The 2014-2015 season was the last one at Nassau Coliseum, and I'm sure Lighthouse Hockey has plenty of reminiscing still going on. So for my first fanpost here in the community, I want to talk about a couple of the most important games I ever attended. Admittedly, this is a short list because although I've been an Islander fan for most of the 25 years I've been alive, most of those seasons weren't up to par. Nonetheless, there were still some fun games to be attended...
Our Islanders season tickets were in a righteous location--section 116 I think, almost dead center, only a few rows up from the visitors bench. Ted Nolan was head coach at the time, and the leading goal scorer for the hockey team I had rooted for my entire life was Billy Guerin, with 23 for the whole season. Not exactly rewriting the record books!
These weren't golden years for my team. Even so, the most important game I had ever witnessed at the Coliseum during my young life would take place during that 2007-2008 season.
We had 2 seats, but my dad couldn't go, so my high school friend went with me instead. We had both just started college, and I made one of my first trips home from school to catch this game.
My dad explained the significance of this game: the legendary Al Arbour was guest-coaching what would be his final Islanders game. The second-winningest coach in NHL history had 1,499 games under his belt. This would be 1,500--an astounding figure.
An Isles fan since the very beginning, my dad impressed upon me, "Make sure you take a good look at that man. It's a different team when he's behind the bench. It didn't even feel right not seeing him stand there when he left!"
When my friend and I settled into those great seats, I did just that: peer down towards the ice at "that man." Silver-gray hair, suit and tie, thick glasses. Al Arbour had a regal air, and even the visiting team had to have felt it.
The Pittsburgh Penguins were the most fearsome team in the East. But the Islanders always seemed to play well against them, no matter how dangerous Crosby, Malkin and company were on paper. Nassau Coliseum (which had yet to get the nickname "The Old Barn") crackled with what felt like old-school energy as the home team skated out to "Baba O'Riley" ("Yoouuurrrrr.....NEW......YORK.....ISLANDUUURRRRRRZZZZZZ!!!!!").
The strong, Arbour-inspired play was not forthcoming at first. Rick DiPietro surrendered early goals to Malkin and Crosby, and the Pens jumped out to a 2-0 lead early.
"I don't know much about hockey, but I'm thinking this guy should have the rest of the night off," my friend remarked, adopting the starting-pitcher approach from baseball. I shook my head and fumed in silence. The Isles offense was struggling to break through against Marc-Andre Fleury (remember, it wasn't playoffs!).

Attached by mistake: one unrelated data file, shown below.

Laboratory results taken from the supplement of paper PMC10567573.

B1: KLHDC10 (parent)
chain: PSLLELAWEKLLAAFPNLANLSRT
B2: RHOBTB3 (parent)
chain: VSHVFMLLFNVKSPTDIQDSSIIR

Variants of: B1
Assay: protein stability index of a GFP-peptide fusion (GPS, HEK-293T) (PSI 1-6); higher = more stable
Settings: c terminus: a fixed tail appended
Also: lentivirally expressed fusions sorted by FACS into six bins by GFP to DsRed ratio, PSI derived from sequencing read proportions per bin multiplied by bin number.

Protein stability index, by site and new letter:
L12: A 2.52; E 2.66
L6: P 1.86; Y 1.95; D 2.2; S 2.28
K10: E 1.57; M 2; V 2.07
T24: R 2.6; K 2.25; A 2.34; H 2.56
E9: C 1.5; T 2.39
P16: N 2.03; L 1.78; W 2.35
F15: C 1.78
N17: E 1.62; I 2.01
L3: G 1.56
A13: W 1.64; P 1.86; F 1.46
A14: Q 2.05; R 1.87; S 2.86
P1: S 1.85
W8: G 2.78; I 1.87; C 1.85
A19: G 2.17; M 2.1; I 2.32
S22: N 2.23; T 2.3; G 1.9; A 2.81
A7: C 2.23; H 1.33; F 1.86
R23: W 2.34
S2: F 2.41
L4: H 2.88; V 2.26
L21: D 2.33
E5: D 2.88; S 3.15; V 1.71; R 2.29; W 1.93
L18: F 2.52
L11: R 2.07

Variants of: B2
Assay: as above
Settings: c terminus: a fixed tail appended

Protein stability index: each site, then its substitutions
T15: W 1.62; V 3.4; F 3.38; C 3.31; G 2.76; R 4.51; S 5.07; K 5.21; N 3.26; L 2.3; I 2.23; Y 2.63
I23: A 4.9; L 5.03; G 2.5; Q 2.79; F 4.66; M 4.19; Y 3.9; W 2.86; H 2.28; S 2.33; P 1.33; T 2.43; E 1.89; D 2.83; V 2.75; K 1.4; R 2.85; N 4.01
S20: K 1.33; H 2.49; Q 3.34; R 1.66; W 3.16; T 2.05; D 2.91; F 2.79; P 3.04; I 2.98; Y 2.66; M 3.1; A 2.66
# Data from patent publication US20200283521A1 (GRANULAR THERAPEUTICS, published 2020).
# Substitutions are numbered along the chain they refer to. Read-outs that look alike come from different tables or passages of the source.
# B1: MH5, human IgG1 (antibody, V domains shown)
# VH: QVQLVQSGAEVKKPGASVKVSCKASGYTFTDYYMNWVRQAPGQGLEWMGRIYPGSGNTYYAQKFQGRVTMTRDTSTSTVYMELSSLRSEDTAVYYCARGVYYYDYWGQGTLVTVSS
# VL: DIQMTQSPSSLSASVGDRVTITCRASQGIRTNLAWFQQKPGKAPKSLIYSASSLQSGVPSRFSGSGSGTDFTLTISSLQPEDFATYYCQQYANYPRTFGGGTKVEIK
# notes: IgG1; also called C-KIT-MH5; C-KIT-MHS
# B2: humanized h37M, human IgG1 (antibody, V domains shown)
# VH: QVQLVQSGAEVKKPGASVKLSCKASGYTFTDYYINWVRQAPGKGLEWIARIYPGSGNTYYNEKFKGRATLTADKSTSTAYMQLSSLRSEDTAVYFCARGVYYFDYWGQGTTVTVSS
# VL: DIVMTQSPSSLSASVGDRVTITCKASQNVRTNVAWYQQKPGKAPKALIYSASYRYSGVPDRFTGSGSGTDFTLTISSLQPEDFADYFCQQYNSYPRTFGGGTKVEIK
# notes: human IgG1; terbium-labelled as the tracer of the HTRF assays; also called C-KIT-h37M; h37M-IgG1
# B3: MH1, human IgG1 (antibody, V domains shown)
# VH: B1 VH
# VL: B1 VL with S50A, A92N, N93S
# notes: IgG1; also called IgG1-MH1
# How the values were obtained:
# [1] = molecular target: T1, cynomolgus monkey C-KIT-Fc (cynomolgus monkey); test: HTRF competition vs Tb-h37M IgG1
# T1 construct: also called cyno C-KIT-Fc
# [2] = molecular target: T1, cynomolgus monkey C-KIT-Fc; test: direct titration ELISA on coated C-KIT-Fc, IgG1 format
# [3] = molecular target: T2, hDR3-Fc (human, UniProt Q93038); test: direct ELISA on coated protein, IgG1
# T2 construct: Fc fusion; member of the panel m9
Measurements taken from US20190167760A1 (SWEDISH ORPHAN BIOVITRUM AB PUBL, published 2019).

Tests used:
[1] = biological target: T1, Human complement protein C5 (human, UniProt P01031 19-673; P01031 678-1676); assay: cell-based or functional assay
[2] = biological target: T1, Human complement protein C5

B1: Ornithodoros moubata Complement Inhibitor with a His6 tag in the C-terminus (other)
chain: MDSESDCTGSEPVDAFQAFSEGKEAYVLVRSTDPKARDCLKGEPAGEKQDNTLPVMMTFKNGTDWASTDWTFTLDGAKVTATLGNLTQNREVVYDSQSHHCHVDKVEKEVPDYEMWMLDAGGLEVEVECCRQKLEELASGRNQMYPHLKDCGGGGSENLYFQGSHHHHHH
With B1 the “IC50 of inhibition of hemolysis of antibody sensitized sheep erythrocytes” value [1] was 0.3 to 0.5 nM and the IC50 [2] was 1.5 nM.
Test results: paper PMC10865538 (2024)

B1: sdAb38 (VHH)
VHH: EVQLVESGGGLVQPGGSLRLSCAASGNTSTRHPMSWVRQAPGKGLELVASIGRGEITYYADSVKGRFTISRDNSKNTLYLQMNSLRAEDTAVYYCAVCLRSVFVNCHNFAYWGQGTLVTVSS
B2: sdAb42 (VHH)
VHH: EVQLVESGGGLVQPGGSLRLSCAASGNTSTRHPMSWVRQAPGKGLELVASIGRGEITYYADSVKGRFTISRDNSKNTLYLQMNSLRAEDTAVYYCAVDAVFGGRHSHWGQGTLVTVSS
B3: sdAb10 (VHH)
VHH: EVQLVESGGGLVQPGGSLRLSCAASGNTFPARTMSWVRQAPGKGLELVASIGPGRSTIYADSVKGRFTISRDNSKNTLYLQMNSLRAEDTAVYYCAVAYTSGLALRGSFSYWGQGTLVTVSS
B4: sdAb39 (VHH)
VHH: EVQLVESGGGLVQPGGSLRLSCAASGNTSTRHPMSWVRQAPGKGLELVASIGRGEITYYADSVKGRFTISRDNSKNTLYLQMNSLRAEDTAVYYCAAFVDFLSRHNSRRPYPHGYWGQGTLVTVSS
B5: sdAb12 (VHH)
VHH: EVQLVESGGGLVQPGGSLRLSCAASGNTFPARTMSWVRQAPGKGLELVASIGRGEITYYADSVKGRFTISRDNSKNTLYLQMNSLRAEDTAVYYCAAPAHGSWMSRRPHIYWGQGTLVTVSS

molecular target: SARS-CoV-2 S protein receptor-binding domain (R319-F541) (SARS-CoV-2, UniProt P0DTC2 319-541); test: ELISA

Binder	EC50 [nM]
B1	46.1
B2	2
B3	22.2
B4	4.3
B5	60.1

And the Pens were playing dirty. Several penalties were called, including a 4-minute one on Crosby. Onebrutal hit after another, the fans (maybe the players too) were getting pissed off. The final straw came when someone (may have been Crosby, I don't remember), plowed straight into DP, forcing him to leave the game and put Wade "Dubie" Dubielewicz in his place. The thundering chants poured down from the Coliseum seats: "ASS-HOOOOOOLE! ASS-HOOOOOLE! ASS-HOOOOOOLE!"
As my parents used to say when they were angry with me: "That did it."
Either the fury had reached breakout levels or Arbour had said something awesome to the bench, because from then on out the Isles played like a different, better team. Dubielewicz made a bunch of big saves (dun-DUN, "Du-BIE!", dun-DUN, "Du-BIE!"), and Trent Hunter (remember him?) put us on the board.
And then, in the best all-around game I ever saw from him in an Isles uniform, Miroslav Satan (!) had 2 goals. Comeback win in regulation, no OT required. The place went bonkers with righteous noise. Some guy behind me was yelling, "Hail Satan!"
When the final horn sounded, the team joined Arbour out on the ice for a shower of confetti, and commemoration of a special banner: Arbour 1,500. A smaller version of that banner still hangs in my apartment. There the legend was, surrounded by a new team as though he had never left it. A huge standing ovation followed, and my hands were numb from clapping.
When I got home, I told my dad about how well the Islanders played, and how it was one of the most entertaining games I'd ever seen, and how I saw Al Arbour. He smiled as a I described the energy: "My son, I'm so glad you got to see that. That's the effect Al Arbour has....back then, it was like that every game day."
Written by Matt P